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Supreme Court Ruling on CFPB Paves Path for Open Banking

CFPB

Reading the Thursday (May 16) Supreme Court ruling upholding the constitutionality of the Consumer Financial Protection Bureau’s funding mechanisms — and ensuring the agency’s survival — takes one through centuries of history.

All the way back to England, Parliament and the Crown. All the way back to the inner workings of the U.S. colonies, the First Congress and the Dodd-Frank Act of the last decade.

And beyond.

In a nutshell, had the court accepted the challenge that the funding of the agency was unconstitutional, as the plaintiffs charged, the agency might have faced an existential reckoning, where, by extension, more than a decade of rulemaking and legal actions governing the financial services industry might have been challenged as unconstitutional too.

The highest court in the land has thus effectively struck down the ruling at the end of 2022 from the U.S. Court of Appeals for the Fifth Circuit that the funding structure did not comply with the appropriations clause.

The court’s 7-2 decision lets the CFPB stand and paves the path for other in-process rulemaking and enforcement efforts to proceed.

A Narrow Question

The case hinged on how Congress had set up the funding of the CFPB, which was done through the Federal Reserve, and whether that system had violated the Constitution’s appropriations clause. The plaintiffs, and those contending the setup was unconstitutional, pointed to the fact that the agency is not funded through an annual appropriation from Congress. Instead, the CFPB is supported by the Federal Reserve System’s earnings, subject to an inflation-adjusted cap. Those funds are used to pay the expenses of the CFPB in carrying out its duties and responsibilities.

In the majority decision, penned by Justice Clarence Thomas, the court ruled: “Under the appropriations clause, an appropriation is simply a law that authorizes expenditures from a specified source of public money for designated purposes. The statute that provides the bureau’s funding meets these requirements. We therefore conclude that the bureau’s funding mechanism does not violate the appropriations clause.”

“In this case, we must decide the narrow question whether this funding mechanism complies with the appropriations clause,” Thomas added. “We hold that it does.”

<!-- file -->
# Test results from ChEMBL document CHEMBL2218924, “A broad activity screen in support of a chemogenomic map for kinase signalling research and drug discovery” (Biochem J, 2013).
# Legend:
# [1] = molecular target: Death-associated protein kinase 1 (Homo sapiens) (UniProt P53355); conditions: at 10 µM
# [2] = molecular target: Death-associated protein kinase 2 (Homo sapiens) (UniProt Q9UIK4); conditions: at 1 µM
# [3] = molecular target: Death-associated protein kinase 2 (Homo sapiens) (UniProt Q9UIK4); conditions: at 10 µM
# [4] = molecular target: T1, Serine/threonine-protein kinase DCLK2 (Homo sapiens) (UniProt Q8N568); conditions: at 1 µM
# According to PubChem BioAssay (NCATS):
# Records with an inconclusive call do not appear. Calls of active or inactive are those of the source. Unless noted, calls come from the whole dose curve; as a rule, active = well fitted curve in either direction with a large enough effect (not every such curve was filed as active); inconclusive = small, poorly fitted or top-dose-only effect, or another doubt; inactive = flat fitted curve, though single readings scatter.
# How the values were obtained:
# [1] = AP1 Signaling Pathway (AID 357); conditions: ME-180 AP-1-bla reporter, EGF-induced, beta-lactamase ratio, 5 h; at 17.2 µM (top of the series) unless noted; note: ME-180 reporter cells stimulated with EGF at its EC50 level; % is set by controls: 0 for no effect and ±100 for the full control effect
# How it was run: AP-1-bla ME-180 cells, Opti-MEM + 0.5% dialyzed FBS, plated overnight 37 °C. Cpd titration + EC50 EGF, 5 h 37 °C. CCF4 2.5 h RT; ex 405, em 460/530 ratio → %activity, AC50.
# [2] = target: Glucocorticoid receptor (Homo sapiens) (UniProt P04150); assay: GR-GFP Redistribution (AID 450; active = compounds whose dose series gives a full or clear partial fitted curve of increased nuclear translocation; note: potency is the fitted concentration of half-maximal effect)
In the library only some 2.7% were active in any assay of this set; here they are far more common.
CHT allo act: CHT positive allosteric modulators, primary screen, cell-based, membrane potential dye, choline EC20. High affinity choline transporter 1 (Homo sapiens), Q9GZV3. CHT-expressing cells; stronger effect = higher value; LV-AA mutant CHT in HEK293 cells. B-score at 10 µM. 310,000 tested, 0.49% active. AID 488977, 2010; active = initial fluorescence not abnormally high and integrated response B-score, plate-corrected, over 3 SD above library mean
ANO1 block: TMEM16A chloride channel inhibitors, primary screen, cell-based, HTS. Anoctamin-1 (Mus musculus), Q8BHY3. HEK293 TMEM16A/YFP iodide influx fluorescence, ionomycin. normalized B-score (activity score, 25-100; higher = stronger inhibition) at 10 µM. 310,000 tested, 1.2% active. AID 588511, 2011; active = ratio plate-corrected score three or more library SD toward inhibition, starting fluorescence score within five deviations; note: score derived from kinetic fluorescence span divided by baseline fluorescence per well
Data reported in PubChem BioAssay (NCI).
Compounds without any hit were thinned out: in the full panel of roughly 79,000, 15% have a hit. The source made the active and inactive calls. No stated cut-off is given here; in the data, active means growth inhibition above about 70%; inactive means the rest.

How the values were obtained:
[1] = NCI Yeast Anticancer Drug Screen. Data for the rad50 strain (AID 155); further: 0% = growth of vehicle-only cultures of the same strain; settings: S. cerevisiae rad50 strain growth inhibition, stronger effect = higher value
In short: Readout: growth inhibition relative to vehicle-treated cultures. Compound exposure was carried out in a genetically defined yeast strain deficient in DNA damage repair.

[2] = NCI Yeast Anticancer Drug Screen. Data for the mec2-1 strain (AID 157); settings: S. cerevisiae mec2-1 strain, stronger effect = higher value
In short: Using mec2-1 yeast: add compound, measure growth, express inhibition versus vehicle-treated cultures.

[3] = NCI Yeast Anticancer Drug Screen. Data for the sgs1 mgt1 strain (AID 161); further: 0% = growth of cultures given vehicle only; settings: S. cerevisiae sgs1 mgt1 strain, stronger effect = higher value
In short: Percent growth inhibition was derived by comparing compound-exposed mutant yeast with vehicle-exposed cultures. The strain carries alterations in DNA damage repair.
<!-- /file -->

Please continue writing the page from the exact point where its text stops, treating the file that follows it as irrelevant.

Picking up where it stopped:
Elsewhere in the ruling, the prevailing justices said that the funding mechanism is consistent with historical practices, drawing parallels to the fee-based funding schemes used by the Customs Service and the Postal Service in the early days of the republic. Furthermore, the court rejected arguments that the appropriations clause requires time-limited or annually approved funding, noting that the Constitution does not explicitly limit the duration of appropriations for purposes other than the support of armies.

History Supports the Funding Mechanism

In her own brief concurring with Thomas’s writing, Justice Elena Kagan noted: “Throughout our history, Congress has created a variety of mechanisms to pay for government operations. Some schemes specified amounts to go to designated items; others left greater discretion to the executive. Some were limited in duration; others were permanent. Some relied on general treasury moneys; others designated alternative sources of funds. Whether or not the CFPB’s mechanism has an exact replica, its essentials are nothing new. And it was devised more than two centuries into an unbroken congressional practice, beginning at the beginning, of innovation and adaptation in appropriating funds. The way our government has actually worked, over our entire experience, thus provides another reason to uphold Congress’s decision about how to fund the CFPB.”

What the Dissenters Saw

In a dissenting opinion, Justice Samuel Alito, joined by Justice Neil Gorsuch, argued that the CFPB’s funding mechanism violates the appropriations clause by providing the agency with an unprecedented level of financial autonomy. The dissent maintained that the clause demands greater legislative control over the source and disposition of funds used to finance government operations and projects, and the CFPB’s funding structure undermines this essential check on executive power.

What Comes Next

The ruling opens the doors for the agency to proceed with its rulemaking on open banking and to continue to try to shape banking fees (such as credit card late fees). It’s likely though that legal challenges will continue to be lobbed against the agency and each of those efforts, but the major fundamental challenge of how the agency would be structured, and whether years of efforts might be exposed to other legal challenges, seems to have been put to rest.

Opponents and supporters of the agency began to weigh in soon after the decision was handed downHouse Financial Services Committee Chairman Patrick McHenry, said Thursday in a statement that the decision is a “setback” but “Republicans will continue the fight to rein in the rogue CFPB.”

Beth Milito, executive director of the National Federation of Independent Business’s Small Business Legal Center said in a statement: “Small businesses will feel the negative impact of this decision. We are disappointed with the court’s ruling, which will ultimately leave small businesses with expensive penalties and burdensome inspections at the hands of the CFPB.”

Separately, Sen. Sherrod Brown said in his own statement: “Today’s decision protects workers and consumers who don’t have high-paid lobbyists and lawyers to fight their battles for them. We created the CFPB to be their voice, and I will continue to ensure the agency is able to do its job protecting consumers from Wall Street greed.”